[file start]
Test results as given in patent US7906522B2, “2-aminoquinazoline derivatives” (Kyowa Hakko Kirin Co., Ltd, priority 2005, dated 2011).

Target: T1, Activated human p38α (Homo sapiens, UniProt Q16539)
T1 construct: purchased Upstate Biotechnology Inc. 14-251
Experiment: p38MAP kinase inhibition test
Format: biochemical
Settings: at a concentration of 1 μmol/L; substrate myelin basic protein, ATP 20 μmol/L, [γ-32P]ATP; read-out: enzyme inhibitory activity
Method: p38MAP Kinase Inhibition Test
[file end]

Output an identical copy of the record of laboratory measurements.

Test results as given in patent US7906522B2, “2-aminoquinazoline derivatives” (Kyowa Hakko Kirin Co., Ltd, priority 2005, dated 2011).

Target: T1, Activated human p38α (Homo sapiens, UniProt Q16539)
T1 construct: purchased Upstate Biotechnology Inc. 14-251
Experiment: p38MAP kinase inhibition test
Format: biochemical
Settings: at a concentration of 1 μmol/L; substrate myelin basic protein, ATP 20 μmol/L, [γ-32P]ATP; read-out: enzyme inhibitory activity
Method: p38MAP Kinase Inhibition Test